DraftKings Friday pushed back on a report that suggested that one of his VIP clients had a side contract to let him bet from outside New Jersey.
A spokesman for DraftKings told LSR that the sports betting director Johnny Avello I didn’t have an agreement with a customer who claimed the company had their account locked with a potential profit $ 3 million NFL parlay bet. Sports Handle first reported the story on Thursday.
“We have never authorized the customer in question to make proxy bets,” said the spokesman for DraftKings. “Any claim by this customer that he received an oral agreement from Johnny Avello to proxy out of state bets on his mobile account in New Jersey is obviously false.”
However, the lack of a clear agreement does not necessarily mean that the bettor is not using a proxy or has attempted to use it. DraftKings just seemed to deny that Avello had agreed to a handshake deal for proxy or messenger betting.
What happened in the DraftKings dispute?
According to the report, the bettor said DraftKings frozen their account in late October, roughly three weeks after the winning parlay bet. The bettor also said his stake in New Jersey was placed through a proxy, much like he placed bets on Wynn in the Nevada when Avello worked there.
It is possible to legally bet in competitions through a proxy in Nevada, but the rules for betting in New Jersey are far stricter. It is a common practice in Nevada for proxy services to advertise their businesses as a legal means of entering the year Westgate SuperContest and Around Sports Million NFL betting competitions.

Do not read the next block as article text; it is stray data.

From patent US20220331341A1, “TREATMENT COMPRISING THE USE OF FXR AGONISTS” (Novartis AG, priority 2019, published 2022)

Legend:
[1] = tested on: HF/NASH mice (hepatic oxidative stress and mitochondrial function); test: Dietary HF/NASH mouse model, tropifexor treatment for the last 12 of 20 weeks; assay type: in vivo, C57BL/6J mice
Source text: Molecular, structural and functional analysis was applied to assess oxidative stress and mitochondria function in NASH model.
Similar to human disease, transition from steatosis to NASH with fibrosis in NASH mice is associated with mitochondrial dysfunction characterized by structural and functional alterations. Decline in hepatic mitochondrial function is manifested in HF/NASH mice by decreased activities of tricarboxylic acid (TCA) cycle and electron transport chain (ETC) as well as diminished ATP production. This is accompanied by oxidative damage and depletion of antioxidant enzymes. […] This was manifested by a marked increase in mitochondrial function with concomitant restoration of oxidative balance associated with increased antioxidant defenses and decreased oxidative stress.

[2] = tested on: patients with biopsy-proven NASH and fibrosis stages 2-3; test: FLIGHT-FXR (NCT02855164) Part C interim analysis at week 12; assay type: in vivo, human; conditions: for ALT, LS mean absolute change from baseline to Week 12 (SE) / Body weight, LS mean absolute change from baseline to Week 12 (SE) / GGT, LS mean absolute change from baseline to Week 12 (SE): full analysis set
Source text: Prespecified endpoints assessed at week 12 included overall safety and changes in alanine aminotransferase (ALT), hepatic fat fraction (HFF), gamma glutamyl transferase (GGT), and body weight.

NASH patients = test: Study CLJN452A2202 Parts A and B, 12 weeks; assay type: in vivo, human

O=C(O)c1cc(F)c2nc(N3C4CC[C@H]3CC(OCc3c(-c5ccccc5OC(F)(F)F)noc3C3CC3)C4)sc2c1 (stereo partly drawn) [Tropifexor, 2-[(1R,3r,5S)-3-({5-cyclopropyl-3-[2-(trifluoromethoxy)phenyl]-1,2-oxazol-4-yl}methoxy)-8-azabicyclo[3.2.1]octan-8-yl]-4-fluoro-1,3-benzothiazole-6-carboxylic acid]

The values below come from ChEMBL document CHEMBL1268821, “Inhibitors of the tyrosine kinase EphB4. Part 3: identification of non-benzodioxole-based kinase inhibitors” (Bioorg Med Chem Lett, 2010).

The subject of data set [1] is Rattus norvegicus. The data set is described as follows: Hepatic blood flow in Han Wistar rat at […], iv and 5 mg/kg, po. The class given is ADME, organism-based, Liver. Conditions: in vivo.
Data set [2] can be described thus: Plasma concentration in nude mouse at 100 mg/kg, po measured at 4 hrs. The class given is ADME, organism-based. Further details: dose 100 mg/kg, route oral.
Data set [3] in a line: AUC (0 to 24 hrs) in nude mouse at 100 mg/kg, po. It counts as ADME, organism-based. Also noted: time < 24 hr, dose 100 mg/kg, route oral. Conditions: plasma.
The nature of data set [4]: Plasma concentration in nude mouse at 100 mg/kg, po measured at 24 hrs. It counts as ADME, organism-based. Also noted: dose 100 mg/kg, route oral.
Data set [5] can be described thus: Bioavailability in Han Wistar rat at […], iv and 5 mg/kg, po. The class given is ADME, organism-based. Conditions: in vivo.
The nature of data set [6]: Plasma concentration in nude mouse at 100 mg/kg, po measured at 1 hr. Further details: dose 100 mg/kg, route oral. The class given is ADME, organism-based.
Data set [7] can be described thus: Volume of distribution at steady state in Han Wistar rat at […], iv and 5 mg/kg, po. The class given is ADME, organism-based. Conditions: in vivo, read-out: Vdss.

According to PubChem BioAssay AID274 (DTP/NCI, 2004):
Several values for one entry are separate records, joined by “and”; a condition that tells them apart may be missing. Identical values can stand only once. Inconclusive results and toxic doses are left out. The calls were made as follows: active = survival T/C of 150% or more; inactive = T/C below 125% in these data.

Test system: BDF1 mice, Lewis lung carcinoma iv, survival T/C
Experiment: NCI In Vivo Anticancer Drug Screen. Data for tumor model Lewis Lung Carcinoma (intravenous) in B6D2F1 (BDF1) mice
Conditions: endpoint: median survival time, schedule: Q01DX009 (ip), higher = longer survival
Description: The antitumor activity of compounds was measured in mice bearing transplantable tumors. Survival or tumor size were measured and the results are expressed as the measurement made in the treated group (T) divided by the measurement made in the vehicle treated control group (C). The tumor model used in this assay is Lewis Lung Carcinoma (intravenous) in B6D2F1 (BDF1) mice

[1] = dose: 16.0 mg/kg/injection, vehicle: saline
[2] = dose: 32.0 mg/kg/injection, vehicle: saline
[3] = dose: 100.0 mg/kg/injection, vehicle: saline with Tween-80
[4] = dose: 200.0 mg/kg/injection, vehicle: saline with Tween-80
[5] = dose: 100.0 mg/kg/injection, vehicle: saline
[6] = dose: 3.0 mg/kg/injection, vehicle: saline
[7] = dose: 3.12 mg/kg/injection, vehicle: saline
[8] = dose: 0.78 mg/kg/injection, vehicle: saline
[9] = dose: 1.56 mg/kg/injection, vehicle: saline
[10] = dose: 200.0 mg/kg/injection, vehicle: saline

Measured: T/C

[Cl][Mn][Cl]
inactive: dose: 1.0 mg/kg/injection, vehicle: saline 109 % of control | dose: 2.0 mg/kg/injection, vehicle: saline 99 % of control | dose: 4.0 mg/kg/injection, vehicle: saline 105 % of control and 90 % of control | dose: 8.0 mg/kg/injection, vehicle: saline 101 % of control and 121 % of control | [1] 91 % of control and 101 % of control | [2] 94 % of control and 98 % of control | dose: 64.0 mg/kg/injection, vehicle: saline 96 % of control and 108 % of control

The bettor said he was considering taking legal action against sports betting to access his winnings.
DK will not address any details
The DraftKings spokesman declined to confirm details of the story, including why they froze the account and what steps might come next. Instead, he referred to a prepared statement:
“While this matter is being investigated by relevant regulators, DraftKings has no comment on this investigation.”
The statement at least confirms that the New Jersey Division of Gaming Enforcement (DGE) is investigating the situation. The states Attorney General’s Office and the DGE declined to comment. An OAG spokesman did not confirm or deny the existence of an investigation.